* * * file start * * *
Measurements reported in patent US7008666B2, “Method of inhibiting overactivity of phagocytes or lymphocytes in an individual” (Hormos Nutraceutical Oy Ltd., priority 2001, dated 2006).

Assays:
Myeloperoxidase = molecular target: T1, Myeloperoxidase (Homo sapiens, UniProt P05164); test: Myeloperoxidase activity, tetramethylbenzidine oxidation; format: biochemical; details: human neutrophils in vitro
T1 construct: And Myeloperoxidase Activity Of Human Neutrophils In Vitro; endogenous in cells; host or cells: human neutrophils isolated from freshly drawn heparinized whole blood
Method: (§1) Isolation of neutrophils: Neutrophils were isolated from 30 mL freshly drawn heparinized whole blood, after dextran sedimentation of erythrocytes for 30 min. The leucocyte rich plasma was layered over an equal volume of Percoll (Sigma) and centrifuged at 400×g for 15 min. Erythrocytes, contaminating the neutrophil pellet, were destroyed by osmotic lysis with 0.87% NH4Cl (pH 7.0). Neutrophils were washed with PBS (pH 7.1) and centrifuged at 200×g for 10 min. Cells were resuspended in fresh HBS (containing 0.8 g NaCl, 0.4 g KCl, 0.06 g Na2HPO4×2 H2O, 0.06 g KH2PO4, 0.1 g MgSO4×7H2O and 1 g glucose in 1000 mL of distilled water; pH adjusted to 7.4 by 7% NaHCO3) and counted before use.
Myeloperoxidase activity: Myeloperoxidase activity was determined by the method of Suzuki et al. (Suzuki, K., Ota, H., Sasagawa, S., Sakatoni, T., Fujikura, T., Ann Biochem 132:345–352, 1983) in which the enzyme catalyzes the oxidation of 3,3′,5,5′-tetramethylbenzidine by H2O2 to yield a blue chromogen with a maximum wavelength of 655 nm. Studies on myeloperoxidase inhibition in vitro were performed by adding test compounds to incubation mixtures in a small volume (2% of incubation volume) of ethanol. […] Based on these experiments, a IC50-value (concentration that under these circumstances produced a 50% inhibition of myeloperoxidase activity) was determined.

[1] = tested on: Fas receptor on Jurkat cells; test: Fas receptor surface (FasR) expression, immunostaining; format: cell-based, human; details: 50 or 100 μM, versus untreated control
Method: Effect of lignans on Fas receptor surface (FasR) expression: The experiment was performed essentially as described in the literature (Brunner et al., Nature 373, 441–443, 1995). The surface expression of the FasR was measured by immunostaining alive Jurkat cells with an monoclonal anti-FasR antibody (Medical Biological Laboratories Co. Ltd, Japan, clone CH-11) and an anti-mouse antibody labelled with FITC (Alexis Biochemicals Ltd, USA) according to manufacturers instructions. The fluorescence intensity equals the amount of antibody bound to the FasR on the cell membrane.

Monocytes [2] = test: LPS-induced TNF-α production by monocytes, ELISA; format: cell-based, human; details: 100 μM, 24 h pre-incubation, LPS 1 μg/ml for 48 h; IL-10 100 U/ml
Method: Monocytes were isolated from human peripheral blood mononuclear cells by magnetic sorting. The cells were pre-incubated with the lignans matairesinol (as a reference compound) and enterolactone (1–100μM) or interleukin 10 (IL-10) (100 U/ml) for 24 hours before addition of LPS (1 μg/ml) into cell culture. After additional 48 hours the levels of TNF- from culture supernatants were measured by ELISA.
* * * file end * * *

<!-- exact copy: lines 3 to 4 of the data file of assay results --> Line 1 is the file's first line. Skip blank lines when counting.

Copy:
Myeloperoxidase = molecular target: T1, Myeloperoxidase (Homo sapiens, UniProt P05164); test: Myeloperoxidase activity, tetramethylbenzidine oxidation; format: biochemical; details: human neutrophils in vitro
T1 construct: And Myeloperoxidase Activity Of Human Neutrophils In Vitro; endogenous in cells; host or cells: human neutrophils isolated from freshly drawn heparinized whole blood